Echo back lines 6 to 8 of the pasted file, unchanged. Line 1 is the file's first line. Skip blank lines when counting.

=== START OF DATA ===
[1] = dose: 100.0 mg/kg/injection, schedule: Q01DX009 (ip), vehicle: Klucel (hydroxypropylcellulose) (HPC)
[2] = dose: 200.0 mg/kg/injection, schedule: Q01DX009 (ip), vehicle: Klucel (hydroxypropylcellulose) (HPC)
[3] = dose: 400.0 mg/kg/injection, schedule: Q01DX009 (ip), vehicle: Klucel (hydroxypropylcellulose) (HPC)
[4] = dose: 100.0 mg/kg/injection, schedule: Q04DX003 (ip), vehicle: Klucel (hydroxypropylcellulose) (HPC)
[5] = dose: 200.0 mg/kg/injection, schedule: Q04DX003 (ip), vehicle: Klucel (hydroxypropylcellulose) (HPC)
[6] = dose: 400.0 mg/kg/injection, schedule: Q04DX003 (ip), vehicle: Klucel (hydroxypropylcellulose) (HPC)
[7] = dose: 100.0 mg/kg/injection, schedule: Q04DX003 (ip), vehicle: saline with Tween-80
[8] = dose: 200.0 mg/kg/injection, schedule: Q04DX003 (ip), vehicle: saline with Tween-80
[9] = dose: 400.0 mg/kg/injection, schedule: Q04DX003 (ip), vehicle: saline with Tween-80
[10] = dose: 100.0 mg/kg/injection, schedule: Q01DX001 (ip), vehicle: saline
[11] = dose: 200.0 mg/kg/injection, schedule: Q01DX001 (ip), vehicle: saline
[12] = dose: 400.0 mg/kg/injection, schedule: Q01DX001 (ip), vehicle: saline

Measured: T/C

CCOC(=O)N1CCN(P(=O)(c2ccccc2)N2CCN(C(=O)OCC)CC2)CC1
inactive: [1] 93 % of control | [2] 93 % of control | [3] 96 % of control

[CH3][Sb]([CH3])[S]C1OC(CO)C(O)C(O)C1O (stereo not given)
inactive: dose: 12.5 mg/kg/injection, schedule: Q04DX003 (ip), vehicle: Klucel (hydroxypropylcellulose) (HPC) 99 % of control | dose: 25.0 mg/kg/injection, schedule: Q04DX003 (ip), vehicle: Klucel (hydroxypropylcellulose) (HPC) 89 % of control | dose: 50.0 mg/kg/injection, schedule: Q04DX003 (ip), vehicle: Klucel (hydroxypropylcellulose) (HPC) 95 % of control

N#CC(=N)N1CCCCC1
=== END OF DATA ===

[6] = dose: 400.0 mg/kg/injection, schedule: Q04DX003 (ip), vehicle: Klucel (hydroxypropylcellulose) (HPC)
[7] = dose: 100.0 mg/kg/injection, schedule: Q04DX003 (ip), vehicle: saline with Tween-80
[8] = dose: 200.0 mg/kg/injection, schedule: Q04DX003 (ip), vehicle: saline with Tween-80